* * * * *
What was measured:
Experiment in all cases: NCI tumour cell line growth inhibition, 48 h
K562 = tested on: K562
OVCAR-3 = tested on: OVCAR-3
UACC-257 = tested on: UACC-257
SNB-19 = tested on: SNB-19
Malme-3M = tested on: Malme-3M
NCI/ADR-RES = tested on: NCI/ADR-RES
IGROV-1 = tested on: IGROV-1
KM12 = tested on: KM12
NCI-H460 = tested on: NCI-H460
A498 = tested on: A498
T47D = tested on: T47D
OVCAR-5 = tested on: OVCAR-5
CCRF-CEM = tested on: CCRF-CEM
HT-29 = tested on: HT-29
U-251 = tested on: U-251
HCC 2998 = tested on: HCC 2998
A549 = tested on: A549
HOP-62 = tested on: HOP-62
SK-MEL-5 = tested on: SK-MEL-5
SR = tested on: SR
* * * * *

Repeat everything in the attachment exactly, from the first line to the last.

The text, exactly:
What was measured:
Experiment in all cases: NCI tumour cell line growth inhibition, 48 h
K562 = tested on: K562
OVCAR-3 = tested on: OVCAR-3
UACC-257 = tested on: UACC-257
SNB-19 = tested on: SNB-19
Malme-3M = tested on: Malme-3M
NCI/ADR-RES = tested on: NCI/ADR-RES
IGROV-1 = tested on: IGROV-1
KM12 = tested on: KM12
NCI-H460 = tested on: NCI-H460
A498 = tested on: A498
T47D = tested on: T47D
OVCAR-5 = tested on: OVCAR-5
CCRF-CEM = tested on: CCRF-CEM
HT-29 = tested on: HT-29
U-251 = tested on: U-251
HCC 2998 = tested on: HCC 2998
A549 = tested on: A549
HOP-62 = tested on: HOP-62
SK-MEL-5 = tested on: SK-MEL-5
SR = tested on: SR